France: 40 years since the end of the death penalty

| September 13, 2017 |
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Guillotine, dessin de Pancho
On September 10, 1977, 40 years ago this week, France conducted its last execution. 

Four years later capital punishment was abolished, thus ending the reign of the guillotine.

The man who was executed was Tunisian immigrant, Hamida Djandoubi. He was found guilty of torturing and killing a woman in Marseilles, France.

It's said that he lit her on fire, then strangled her and left her body in the countryside.

Djandoubi was believed to have been a depressed man who had lost part of his leg in an accident.

The case generated a great deal of attention throughout France. But despite Djandoubi's confession, the jury determined that there were no extenuating circumstances and he would go to the guillotine.

Over the centuries, there were many versions of execution, but the most infamous was the French guillotine.

The first person to have his head chopped off was highwayman Nicolas Jacques Pelletier in 1792.

The execution was considered to be a success and the guillotine was continued to be used on political prisoners, the highest profile being King Louis XVI on January 21, 1793.

During the "Reign of Terror" from 1793 to 1794 the guillotine was taking heads sometimes at a rate of 300 a day.

The last public execution by guillotine was in 1939.

Djandoubi was the last execution, earning himself a place in history.

Robert Badinter and the abolition of the death penalty in France


Robert Badinter
In 1965, along with Jean-Denis Bredin, Robert Badinter founded the law firm Badinter, Bredin et partenaires (now known as Bredin Prat), where he practised until 1981.

Badinter's struggle against the death penalty began after Roger Bontems' execution, on 28 November 1972.

Along with Claude Buffet, Bontems had taken a prison guard and a nurse hostage during the 1971 revolt in Clairvaux Prison. While the police were storming the building, Buffet slit the hostages' throats.

Badinter was the lawyer for Bontems, and although it was established during the trial that Buffet alone was the murderer, the jury sentenced both men to death.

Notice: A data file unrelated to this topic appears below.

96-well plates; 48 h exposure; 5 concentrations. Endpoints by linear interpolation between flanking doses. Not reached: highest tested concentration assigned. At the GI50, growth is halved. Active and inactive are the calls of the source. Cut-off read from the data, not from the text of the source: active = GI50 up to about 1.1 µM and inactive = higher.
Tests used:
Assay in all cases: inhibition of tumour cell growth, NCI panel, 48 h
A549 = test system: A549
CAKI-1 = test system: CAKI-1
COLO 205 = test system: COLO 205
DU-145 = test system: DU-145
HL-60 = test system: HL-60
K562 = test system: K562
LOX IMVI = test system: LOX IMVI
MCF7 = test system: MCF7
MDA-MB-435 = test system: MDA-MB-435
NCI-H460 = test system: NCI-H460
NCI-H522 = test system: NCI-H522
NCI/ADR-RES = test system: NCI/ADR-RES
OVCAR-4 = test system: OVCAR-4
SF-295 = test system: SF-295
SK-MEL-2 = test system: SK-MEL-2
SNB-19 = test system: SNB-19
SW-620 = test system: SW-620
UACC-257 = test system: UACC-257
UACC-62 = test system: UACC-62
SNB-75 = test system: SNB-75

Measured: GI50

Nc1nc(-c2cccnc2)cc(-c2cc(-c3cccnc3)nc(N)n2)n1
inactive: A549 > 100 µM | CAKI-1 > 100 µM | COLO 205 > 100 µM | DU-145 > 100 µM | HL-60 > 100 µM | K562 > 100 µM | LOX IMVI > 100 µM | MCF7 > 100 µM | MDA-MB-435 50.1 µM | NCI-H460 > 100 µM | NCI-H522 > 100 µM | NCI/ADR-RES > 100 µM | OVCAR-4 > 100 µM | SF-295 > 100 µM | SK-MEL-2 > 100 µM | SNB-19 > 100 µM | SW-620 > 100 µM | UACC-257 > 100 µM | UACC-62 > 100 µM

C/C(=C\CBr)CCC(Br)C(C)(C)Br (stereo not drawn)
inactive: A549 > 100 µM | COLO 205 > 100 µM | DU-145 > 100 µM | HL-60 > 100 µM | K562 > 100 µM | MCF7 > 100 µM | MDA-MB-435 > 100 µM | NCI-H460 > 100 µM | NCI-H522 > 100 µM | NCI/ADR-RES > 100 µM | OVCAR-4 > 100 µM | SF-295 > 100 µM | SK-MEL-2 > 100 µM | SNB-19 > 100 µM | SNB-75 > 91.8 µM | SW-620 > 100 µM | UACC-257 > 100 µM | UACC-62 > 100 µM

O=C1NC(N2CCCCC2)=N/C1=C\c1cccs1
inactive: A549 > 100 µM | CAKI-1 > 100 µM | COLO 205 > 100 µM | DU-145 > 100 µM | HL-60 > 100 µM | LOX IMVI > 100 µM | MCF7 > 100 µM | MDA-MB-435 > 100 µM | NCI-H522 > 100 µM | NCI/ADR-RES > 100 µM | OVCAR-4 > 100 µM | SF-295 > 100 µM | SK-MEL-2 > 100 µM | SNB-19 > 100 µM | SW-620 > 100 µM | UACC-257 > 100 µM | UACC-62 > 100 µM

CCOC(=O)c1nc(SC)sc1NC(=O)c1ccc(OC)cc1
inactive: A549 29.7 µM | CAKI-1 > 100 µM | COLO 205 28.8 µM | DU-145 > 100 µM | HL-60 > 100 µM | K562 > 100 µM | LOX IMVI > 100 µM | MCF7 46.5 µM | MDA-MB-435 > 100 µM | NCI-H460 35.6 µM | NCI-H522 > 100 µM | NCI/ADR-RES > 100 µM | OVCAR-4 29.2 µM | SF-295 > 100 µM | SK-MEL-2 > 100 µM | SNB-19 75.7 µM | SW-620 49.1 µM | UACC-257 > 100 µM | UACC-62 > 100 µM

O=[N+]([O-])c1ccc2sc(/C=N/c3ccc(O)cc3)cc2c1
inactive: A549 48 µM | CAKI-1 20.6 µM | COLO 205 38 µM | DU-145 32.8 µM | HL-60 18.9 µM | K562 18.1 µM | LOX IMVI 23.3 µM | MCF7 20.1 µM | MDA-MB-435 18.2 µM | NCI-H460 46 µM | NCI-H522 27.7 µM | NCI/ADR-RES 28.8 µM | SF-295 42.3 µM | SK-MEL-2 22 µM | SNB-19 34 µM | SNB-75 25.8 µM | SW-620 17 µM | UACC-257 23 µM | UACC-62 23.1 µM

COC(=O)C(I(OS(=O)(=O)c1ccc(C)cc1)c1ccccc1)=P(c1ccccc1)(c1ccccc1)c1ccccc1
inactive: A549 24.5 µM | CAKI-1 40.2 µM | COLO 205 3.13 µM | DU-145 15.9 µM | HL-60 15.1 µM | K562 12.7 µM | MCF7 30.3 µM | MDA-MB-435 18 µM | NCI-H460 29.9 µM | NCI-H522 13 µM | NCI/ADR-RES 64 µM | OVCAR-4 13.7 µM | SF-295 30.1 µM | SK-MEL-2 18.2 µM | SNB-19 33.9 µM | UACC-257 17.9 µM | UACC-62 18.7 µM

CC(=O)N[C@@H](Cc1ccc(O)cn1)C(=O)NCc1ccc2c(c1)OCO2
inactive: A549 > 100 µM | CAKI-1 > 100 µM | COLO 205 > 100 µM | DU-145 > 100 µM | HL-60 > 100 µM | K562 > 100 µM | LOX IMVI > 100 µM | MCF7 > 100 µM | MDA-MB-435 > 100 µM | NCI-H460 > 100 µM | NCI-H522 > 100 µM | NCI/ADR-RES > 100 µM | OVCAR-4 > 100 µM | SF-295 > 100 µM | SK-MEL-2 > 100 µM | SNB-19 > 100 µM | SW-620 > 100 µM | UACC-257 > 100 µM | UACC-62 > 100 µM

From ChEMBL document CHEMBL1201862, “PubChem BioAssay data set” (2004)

Applying the death penalty to the person who had not committed the killing outraged Badinter to the point that he dedicated himself to the abolition of the death penalty.

In 1981, François Mitterrand was elected president, and Badinter became the Minister of Justice.

Among his first actions was a bill to the French Parliament that abolished the death penalty for all crimes, which the Parliament voted after heated debate on 30 September 1981.

During his mandate, he also passed several laws, such as:
  • Abolition of the "juridictions d'exception" ("special courts"), like the Cour de Sûreté de l'État ("State Security Court") and the military courts in time of peace.
  • Consolidation of private freedoms (such as the lowering of the age of consent for homosexual sex to make it the same as for heterosexual sex)
  • Improvements to the Rights of Victims (any convicted person can make an appeal before the European Commission for Human Rights and the European Court for Human Rights)
  • Development of non-custodial sentences (such as community service for minor offences). He remained a minister until 18 February 1986.

Sources: EuroNews, Wikipedia, Sept. 11, 2017

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"One is absolutely sickened, not by the crimes that the wicked have committed,
but by the punishments that the good have inflicted." -- Oscar Wilde


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